More recently, operating systems have started to pop up in smaller computers as well. If you like to tinker with electronic devices, you're probably pleased that operating systems can now be found on many of the devices we use every day, from cell phones to wireless access points. The computers used in these little devices have gotten so powerful that they can now actually run an operating system and applications. The computer in a typical modern cell phone is now more powerful than a desktop computer from 20 years ago, so this progression makes sense and is a natural development.
The purpose of an operating system is to organize and control hardware and software so that the device it lives in behaves in a flexible but predictable way. In this article, we'll tell you what a piece of software must do to be called an operating system, show you how the operating system in your desktop computer works and give you some examples of how to take control of the other operating systems around you.
For other devices, an operating system creates the ability to:
- serve a variety of purposes
- interact with users in more complicated ways
- keep up with needs that change over time
For a desktop computer user, this means you can add a new security update, system patch, new application or even an entirely new operating system rather than junk your computer and start again with a new one when you need to make a change. As long as you understand how an operating system works and how to get at it, in many cases you can change some of the ways it behaves. The same thing goes for your phone, too. Regardless of what device an operating system runs, what exactly can it do?
The operating system's tasks, in the most general sense, fall into five categories:
- Processor management
- Memory management
- Device management
- Storage management
- Application interface
Process management involves various tasks like creation, scheduling, termination of processes, and a deadlock. Process is a program that is under execution, which is an important part of modern-day operating systems. The OS must allocate resources that enable processes to share and exchange information. It also protects the resources of each process from other methods and allows synchronization among processes. It is the job of the OS to manage all the running processes of the system. It handles operations by performing tasks like process scheduling and such as resource allocation.
Memory management is the functionality of an operating system which handles or manages primary memory and moves processes back and forth between main memory and disk during execution. Memory management keeps track of each and every memory location, regardless of either it is allocated to some process or it is free. It checks how much memory is to be allocated to processes. It decides which process will get memory at what time. It tracks whenever some memory gets freed or unallocated and correspondingly it updates the status.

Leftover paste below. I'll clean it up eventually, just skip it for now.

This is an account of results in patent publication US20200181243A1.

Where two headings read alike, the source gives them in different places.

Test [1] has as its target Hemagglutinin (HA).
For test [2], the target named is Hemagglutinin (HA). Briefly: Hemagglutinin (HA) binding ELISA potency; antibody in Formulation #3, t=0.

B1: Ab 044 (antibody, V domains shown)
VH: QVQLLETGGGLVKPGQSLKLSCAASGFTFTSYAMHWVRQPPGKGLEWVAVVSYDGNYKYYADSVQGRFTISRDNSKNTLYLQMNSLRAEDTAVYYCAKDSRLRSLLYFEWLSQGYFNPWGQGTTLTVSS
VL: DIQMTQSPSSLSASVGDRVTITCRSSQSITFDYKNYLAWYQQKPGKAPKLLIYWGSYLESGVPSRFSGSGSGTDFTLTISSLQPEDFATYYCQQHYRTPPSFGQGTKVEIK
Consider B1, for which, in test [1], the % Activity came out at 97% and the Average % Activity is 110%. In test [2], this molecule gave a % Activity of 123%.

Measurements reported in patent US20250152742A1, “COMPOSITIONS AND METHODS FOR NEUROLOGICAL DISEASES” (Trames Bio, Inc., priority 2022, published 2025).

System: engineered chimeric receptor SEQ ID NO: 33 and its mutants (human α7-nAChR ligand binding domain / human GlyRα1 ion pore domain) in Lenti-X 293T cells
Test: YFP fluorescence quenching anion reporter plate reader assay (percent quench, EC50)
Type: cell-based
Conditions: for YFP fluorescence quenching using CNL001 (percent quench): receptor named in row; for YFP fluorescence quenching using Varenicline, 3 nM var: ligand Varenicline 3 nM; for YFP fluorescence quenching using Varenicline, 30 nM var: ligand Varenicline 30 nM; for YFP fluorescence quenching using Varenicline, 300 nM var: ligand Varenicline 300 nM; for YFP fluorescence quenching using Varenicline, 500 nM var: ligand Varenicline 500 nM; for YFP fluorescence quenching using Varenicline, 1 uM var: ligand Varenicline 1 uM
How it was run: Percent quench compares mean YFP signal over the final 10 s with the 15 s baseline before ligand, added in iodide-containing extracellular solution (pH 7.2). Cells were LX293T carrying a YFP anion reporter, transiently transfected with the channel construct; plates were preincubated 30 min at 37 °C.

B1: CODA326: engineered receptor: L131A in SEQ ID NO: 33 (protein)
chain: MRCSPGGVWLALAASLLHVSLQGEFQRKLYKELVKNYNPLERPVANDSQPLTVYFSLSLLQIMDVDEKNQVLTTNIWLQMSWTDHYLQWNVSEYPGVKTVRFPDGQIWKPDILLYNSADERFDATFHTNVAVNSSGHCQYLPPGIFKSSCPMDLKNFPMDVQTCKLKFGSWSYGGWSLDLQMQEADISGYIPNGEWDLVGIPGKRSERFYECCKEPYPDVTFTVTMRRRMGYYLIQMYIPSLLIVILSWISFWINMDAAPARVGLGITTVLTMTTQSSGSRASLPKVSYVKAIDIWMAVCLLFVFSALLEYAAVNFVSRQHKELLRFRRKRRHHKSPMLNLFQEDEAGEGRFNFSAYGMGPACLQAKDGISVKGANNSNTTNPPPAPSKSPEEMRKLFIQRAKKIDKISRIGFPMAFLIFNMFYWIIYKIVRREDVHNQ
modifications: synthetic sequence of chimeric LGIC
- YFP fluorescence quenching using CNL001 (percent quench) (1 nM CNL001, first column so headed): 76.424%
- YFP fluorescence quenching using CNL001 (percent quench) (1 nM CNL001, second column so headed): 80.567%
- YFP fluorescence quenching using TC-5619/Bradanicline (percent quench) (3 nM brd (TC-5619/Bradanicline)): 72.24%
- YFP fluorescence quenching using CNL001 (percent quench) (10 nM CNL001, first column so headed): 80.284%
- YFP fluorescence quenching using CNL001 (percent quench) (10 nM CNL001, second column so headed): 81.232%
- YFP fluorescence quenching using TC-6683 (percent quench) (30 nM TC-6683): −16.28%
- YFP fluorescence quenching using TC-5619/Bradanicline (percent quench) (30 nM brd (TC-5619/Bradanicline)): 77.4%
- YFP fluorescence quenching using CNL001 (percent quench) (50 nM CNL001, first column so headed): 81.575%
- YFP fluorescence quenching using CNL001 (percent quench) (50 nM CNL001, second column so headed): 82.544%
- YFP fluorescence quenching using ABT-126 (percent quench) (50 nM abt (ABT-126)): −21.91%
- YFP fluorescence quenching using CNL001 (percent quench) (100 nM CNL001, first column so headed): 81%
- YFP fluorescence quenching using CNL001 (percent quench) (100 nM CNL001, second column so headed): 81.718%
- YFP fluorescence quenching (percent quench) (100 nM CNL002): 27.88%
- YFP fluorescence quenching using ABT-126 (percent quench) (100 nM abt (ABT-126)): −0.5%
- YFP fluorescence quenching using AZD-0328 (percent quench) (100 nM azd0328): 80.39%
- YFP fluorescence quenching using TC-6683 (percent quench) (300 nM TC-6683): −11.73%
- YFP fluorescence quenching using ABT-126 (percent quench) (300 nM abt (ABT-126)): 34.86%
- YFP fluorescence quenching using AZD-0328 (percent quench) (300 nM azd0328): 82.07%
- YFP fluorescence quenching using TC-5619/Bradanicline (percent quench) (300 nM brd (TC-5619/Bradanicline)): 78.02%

Device Management is another important function of the operating system. Device management is responsible for managing all the hardware devices of the computer system. It may also include the management of the storage device as well as the management of all the input and output devices of the computer system. It is the responsibility of the operating system to keep track of the status of all the devices in the computer system. The status of any computing devices, internal or external may be either free or busy. If a device requested by a process is free at a specific instant of time, the operating system allocates it to the process.
Storage Management is another important function of the operating system. Since main memory is usually too small to accommodate all the data and programs permanently, the computer system must provide secondary storage to back up main memory. Modern computer systems use disks as the primary on-line storage medium for information (both programs and data). The file system provides the mechanism for on-line storage of and access to both data and programs residing on the disks. A file is a collection of related information defined by its creator. The files are mapped by the operating system onto physical devices. Files are normally f organized into directories for ease of use. The devices that attach to a computer vary in many aspects. Some devices transfer a character or a block of characters at a time. Some can be accessed only sequentially, others randomly. Some transfer data synchronously, others asynchronously. Some are dedicated, some shared. They can be read-only or read-write. They vary greatly in speed. In many ways, they are also the slowest major component of the computer. Because of all this device variation, the operating system needs to provide a wide range of functionality to applications, to allow them to control all aspects of the devices. One key goal of an operating system's I/O subsystem is to provide the simplest interface possible to the rest of the system. Because devices are a performance bottleneck, another key is to optimize I/O for maximum concurrency.
Application Interface is an Important task of OS. Operating system APIs are typically integrated into the software development kit for the corresponding program. For example, Apple's Xcode IDE allows developers to drag and drop elements into an application's interface. It also provides a list of available functions and includes syntax highlighting for known elements and commands. While operating system APIs have a robust set of features, other types of APIs are much more basic. For example, a website may provide an API for web developers that allows them to access specific information from the site. A website API may be as simple as a set of XML elements with a few basic commands for retrieving the information.